The lawmakers pictured above are State Reps Katie Henke, Harold Wright and Collin Walke. They are three of the eight Oklahoma lawmakers who voted “Yay” yesterday to send the HB 1686 to the House Appropriations and Budget Finance Subcommittee. If passed by the legislature and signed into law, the legislation would eliminate sales taxes on beer and alcohol sales, but dramatically increase excise taxes on the wholesale end, leading to substantially higher prices for your favorite beer, wine or cheap vodka.
Here’s a bill summary from the Oklahoma house website:
I’m totally fine paying a sin tax on alcohol. It can be addictive, dangerous and usually leads to some sort of drunk text, tragic death or 2:00am visit to Taco Bell. As a result, it should be taxed more than other products.
That being said, this seems ridiculous. They seriously want to raise the tax on a barrel of beer from $12.50 to $45? Math gives me shakes and the beer shits, and even I know that’s a bad deal. Every lobbyist in the state who works with or for the alcohol industry agrees with me.
Via The Tulsa World:
“HB 1686 is a massive tax hike on alcoholic beverages that will dramatically increase the cost of beer and liquor in Oklahoma. If it is passed, it will encourage consumers to shop out-of-state, where alcohol will be considerably cheaper. It will undoubtedly lead to hundreds of jobs lost for people in the alcohol industry. It also threatens to cut the legs out from under Oklahoma’s emerging local craft beer and spirits community.” Stated Alex Weintz, executive director of Modernize Oklahoma…
“The bill more than doubles the excise tax for spirits from $1.47 per liter to $3.50 per liter. It more than triples the tax for beer: taking it from $12.50 to $45. We are working to verify this, but we believe that would give Oklahoma the highest excise taxes in the country.”
Wait a minute? That Alex Weintz? I guess years of working for Mary Fallin will drive anyone to the bottle.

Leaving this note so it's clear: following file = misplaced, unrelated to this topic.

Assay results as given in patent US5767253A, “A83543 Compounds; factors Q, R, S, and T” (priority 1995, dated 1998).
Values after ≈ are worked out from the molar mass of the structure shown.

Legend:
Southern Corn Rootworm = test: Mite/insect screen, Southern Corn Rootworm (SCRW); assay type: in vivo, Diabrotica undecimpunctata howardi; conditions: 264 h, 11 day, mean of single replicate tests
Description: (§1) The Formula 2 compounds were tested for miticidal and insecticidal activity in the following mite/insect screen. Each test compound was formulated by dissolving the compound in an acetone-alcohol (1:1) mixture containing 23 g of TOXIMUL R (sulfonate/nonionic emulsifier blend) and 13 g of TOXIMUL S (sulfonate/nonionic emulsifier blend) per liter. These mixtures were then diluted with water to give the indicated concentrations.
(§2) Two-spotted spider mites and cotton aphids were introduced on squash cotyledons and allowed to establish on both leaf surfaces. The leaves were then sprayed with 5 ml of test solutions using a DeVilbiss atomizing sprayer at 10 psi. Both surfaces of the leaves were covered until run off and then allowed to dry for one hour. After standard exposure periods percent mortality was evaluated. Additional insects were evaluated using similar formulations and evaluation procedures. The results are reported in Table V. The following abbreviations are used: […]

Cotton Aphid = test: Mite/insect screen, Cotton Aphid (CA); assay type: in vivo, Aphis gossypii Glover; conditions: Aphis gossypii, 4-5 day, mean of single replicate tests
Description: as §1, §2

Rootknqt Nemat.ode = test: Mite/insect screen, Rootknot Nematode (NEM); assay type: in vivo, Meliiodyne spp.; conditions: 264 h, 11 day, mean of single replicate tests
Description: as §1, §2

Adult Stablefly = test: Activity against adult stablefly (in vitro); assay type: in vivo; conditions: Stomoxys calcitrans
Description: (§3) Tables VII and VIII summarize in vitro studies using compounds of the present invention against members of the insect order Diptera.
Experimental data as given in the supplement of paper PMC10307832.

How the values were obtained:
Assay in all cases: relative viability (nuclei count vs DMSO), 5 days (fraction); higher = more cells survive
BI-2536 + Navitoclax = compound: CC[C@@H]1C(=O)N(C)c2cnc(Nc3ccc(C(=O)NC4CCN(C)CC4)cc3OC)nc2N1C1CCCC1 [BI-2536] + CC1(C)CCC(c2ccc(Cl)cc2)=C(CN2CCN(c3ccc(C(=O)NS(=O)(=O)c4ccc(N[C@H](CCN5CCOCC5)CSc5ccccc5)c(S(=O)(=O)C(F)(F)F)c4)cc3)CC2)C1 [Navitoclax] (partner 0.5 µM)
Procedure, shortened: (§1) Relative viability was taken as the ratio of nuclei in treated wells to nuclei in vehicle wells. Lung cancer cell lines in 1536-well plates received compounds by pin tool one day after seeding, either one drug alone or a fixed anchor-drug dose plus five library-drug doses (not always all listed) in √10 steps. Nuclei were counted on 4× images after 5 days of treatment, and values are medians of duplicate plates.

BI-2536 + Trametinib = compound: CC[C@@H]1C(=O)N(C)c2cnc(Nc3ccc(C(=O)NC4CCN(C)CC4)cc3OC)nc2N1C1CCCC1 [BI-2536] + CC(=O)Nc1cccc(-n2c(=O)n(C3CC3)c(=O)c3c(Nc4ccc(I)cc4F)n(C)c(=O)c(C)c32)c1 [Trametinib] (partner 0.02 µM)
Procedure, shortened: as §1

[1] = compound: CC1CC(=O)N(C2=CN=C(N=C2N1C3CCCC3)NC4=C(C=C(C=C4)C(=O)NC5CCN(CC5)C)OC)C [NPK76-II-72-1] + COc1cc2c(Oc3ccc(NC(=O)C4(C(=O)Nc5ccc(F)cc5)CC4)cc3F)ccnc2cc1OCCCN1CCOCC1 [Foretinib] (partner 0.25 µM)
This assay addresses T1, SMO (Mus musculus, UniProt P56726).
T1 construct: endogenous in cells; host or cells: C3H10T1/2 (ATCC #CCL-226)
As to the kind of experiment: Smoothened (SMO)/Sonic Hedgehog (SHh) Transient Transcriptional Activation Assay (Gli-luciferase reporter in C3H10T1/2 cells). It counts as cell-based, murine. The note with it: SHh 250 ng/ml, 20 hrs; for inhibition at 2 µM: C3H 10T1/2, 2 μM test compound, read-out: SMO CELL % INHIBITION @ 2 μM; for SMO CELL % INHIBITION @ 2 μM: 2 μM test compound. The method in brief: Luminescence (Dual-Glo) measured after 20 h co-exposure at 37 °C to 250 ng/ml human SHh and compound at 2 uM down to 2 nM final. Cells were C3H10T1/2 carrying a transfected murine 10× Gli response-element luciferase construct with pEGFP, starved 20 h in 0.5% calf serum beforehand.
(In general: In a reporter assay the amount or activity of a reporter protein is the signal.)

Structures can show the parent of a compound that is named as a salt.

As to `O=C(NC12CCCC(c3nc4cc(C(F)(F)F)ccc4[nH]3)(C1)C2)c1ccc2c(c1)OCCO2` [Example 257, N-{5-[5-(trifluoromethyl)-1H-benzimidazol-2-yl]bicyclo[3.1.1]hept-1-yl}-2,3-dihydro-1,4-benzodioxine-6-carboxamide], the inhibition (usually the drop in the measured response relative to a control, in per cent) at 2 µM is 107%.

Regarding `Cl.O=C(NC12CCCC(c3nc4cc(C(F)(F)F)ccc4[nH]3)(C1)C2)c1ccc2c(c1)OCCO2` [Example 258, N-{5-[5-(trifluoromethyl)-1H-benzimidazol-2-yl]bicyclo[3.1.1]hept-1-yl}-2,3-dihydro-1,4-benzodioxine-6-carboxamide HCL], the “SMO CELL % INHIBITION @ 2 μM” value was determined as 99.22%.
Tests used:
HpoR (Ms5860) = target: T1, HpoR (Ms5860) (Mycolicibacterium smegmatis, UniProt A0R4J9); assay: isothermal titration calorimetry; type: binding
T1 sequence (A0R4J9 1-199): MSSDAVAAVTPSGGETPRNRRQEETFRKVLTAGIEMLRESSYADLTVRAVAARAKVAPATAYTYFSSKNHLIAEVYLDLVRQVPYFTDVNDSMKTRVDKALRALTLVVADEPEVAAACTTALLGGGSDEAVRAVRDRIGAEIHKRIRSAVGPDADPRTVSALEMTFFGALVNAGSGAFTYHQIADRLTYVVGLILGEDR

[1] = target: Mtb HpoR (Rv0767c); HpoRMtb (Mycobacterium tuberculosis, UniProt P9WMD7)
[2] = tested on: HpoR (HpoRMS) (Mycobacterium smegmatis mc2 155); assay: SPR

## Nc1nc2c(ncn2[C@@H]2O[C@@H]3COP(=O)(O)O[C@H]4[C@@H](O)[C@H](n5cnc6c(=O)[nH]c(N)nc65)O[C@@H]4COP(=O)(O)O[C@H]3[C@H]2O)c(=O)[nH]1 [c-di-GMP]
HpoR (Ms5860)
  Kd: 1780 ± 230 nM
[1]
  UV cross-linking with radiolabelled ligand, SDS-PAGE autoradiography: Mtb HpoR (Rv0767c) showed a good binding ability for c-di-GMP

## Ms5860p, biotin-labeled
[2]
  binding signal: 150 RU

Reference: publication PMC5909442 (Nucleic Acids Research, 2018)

Here’s what the Retail Liquor Association of Oklahoma had to say. They fought valiantly to keep Oklahoma’s liquor and alcohol laws in the stone age and even they’re against it:
“Although Rep. Wright’s bill does eliminate sales tax on spirits and beer, the increase in excise tax results in significantly higher prices on the majority of spirits and beer sold in Oklahoma.
“For example, a 1.0 liter bottle of Evan Williams that sells for $11 (plus tax) now, for a total cost of about $11.95, would cost more than $13 under Rep Wright’s proposal. A 1.0 liter bottle of the popular inexpensive whiskey, Kentucky Deluxe, would go from a total cost of about $7.50 to about $9.25 (more than a 20% increase). A 30-pack of Pabst that sells for ~$18.50 (including tax) now would be increased to $20, costing the consumer an extra $1.50 per 30-pack. Increases to low-cost “3.2” beer brands would be even more significant.”
It would lead to higher prices for horse piss? Hmmn. Maybe it’s not that bad of a bill after all.
Anyway, if you want to ultimately pay higher prices for beer and alcohol, I’d recommend calling your lawmaker and telling them to vote “Yes” for this bill. If you think our alcohol taxation is fine the way it is, call them and demand they vote “No.” If you don’t drink and therefore really don’t give a damn, well, then I both envy and feel sorry for you.